NSA Targets Internet Users Who Search for "Suspicious Stuff," Newly Revealed Documents Show

Future Tense
The Citizen's Guide to the Future
July 31 2013 5:49 PM

NSA Targets Internet Users Who Search for "Suspicious Stuff," Newly Revealed Documents Show

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An XKEYSCORE slide

Slide via the Guardian

If you have ever searched the Internet for something the NSA has deemed “suspicious,” you may have found yourself flagged up on the screen of a government spy. At least, that’s what a series of newly published secret documents suggest—raising fresh privacy concerns about the pervasive reach of the NSA’s global surveillance programs.

Ryan Gallagher Ryan Gallagher

Ryan Gallagher is a journalist who reports on surveillance, security, and civil liberties.

On Wednesday, the Guardian disclosed a range of new details about an NSA program called “XKEYSCORE,” which is an international system used by the NSA to secretly siphon data directly off of Internet networks. A small amount of information was first revealed about this system earlier this month by Brazilian newspaper O Globo, which published secret documents that appeared to show how the NSA was able to use XKEYSCORE to spy on Google maps searches.

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The new release compounds the earlier disclosures, revealing how the NSA can use XKEYSCORE to collect and monitor huge troves of data on unencrypted Internet browsing sessions in countries across the world. In one 30-day period in 2012, at least 41 billion total records were collected and stored in XKEYSCORE, according to the Guardian. The NSA claims to have more than 700 XKEYSCORE servers located around the world at approximately 150 sites. At some of these locations the NSA claims it gobbles up more than 20 terabytes of data every day—the equivalent of about 20,000 copies of the Encyclopaedia Britannica. Metadata collected by the system is typically retained, according to the slides, for 30 days at a time. It also appears to be able to sift through the content of unencrypted communications sent over the Internet.

Particularly notable is a series of secret NSA slides on the program, dated from 2008. The slides are marked “release to” United Kingdom, New Zealand, Australia, and Canada, suggesting XKEYSCORE is accessible to spy agencies in each of these countries. (It is also reportedly used by German authorities.) They show how the NSA collects data on emails, browsing sessions, and what people are searching for online—“nearly everything a typical user does on the internet,” as one slide puts it. The system enables analysts to trawl through this information in order to find what is described in the slides as “anomalous events.” Anyone sending encrypted emails or documents, searching for things deemed “suspicious stuff,” or using a language that is “out of place” for the region they are in may get flagged up as a potential target for further surveillance.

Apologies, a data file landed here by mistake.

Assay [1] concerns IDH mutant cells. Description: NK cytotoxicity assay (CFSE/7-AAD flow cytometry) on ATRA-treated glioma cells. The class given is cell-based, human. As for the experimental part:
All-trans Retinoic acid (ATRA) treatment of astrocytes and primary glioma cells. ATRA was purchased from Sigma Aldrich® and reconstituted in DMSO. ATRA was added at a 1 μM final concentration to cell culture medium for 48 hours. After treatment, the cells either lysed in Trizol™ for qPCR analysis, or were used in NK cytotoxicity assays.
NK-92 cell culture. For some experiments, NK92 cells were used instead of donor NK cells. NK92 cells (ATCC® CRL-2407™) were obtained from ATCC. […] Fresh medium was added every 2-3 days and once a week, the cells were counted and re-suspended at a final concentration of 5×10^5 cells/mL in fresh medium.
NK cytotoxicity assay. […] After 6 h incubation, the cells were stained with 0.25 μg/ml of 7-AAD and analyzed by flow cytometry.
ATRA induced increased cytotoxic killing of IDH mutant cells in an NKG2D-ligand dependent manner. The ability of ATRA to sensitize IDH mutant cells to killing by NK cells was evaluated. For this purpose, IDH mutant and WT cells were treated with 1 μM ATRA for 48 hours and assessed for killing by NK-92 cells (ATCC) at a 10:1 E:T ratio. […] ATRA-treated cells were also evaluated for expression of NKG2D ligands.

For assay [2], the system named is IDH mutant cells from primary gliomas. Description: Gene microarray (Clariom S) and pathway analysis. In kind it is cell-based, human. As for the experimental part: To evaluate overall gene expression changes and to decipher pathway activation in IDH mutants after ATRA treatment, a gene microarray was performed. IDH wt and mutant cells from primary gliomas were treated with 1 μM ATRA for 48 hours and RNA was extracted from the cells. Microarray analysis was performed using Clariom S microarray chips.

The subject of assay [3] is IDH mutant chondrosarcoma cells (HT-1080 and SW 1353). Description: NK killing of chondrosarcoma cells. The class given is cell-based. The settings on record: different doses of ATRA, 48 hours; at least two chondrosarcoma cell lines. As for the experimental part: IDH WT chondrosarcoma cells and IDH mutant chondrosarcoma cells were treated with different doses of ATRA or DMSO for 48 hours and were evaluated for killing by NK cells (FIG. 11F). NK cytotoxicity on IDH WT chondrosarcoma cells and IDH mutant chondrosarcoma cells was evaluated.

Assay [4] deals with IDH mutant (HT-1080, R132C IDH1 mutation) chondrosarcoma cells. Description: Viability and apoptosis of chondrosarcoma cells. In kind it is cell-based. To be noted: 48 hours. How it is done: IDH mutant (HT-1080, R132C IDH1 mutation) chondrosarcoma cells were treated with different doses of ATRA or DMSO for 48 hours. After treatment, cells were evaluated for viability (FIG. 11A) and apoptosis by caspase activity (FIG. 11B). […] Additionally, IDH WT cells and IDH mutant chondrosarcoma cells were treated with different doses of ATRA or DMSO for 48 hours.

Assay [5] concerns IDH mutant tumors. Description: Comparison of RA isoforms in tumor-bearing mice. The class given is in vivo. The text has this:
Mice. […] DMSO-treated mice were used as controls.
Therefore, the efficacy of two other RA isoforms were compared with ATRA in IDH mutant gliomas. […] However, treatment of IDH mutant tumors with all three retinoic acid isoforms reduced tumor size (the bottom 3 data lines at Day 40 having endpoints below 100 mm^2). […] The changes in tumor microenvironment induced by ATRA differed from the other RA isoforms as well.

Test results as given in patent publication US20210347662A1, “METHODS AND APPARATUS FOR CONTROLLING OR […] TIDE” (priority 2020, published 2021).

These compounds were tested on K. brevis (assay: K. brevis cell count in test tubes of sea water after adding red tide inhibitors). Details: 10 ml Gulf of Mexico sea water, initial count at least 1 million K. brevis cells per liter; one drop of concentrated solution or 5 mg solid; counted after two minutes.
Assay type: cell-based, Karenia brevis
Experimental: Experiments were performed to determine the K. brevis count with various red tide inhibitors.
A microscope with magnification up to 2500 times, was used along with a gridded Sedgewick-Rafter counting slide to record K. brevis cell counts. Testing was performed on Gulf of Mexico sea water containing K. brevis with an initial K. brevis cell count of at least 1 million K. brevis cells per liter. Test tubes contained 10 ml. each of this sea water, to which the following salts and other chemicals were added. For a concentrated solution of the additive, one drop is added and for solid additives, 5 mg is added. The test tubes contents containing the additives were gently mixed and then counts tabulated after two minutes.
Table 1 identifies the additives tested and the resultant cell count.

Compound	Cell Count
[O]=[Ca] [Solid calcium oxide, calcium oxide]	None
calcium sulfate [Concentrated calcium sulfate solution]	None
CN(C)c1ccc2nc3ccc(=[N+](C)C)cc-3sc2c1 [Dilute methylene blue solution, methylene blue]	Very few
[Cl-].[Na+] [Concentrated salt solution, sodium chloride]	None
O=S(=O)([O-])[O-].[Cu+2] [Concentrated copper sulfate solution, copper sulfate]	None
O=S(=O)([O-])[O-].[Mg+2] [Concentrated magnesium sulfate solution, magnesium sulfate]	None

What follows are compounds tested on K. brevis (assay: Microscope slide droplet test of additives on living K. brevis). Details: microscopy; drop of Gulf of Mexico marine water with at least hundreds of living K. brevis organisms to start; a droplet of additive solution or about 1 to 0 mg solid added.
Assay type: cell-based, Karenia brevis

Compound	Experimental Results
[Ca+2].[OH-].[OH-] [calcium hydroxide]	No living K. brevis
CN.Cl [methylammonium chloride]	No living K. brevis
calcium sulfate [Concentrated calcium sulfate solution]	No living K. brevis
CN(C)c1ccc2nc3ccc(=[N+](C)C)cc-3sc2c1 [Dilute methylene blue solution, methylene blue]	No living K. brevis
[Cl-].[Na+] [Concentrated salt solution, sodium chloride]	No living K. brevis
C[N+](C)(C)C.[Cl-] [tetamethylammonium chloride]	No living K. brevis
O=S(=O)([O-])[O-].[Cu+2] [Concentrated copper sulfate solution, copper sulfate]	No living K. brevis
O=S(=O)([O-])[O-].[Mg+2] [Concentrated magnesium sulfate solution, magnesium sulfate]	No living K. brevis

However, the increasing adoption of encryption in recent years may have to some degree thwarted the scope of XKEYSCORE’s capabilities. Back in 2008, the NSA could certainly use the XKEYSCORE program to mine vast quantities of data directly from networks about Google searches, email correspondence, and Facebook chats. But since 2008, these websites have broadened their implementation of SSL encryption—which displays in the browser as HTTPS as opposed to unencrypted HTTP—meaning that users’ Internet sessions are more secure and harder to eavesdrop on. Google searches are now automatically encrypted when you are logged into a Google account, for instance, and if you are not logged in you can direct your browser to https://encrypted.google.com. Between 2010 and 2011, Facebook gave users the ability to turn on HTTPS and it was activated by default for Gmail and Twitter users. (Incidentally, you can ensure that you are browsing as much of the Internet as possible using an encrypted connection by installing an add-on called HTTPS Everywhere.)

But encryption is not flawless, and the newly disclosed XKEYSCORE slides seem to illustrate that, too. The 2008 slides suggest that the NSA is able to decrypt data on people who have turned to a Virtual Private Network in order to anonymize their Internet use by masking their IP address. The NSA claims it can “discover the users” of VPNs, suggesting, again, that people using encryption or anonymizing tools may find themselves targeted as suspicious merely for attempting to protect the privacy of their communications. Separately, the U.S. government has been attempting to pressure Internet companies to hand over the keys that would allow it to snoop on encrypted SSL traffic, CNET recently reported.

Either way, using encryption remains the only real option you have when it comes to securing your communications on the Web from systems like XKEYSCORE. Edward Snowden, the NSA contractor who leaked the documents on the surveillance programs, has stated that “encryption works”—and the more people adopt encryption tools, the less likely their use will be deemed suspicious.

Future Tense is a partnership of SlateNew America, and Arizona State University.

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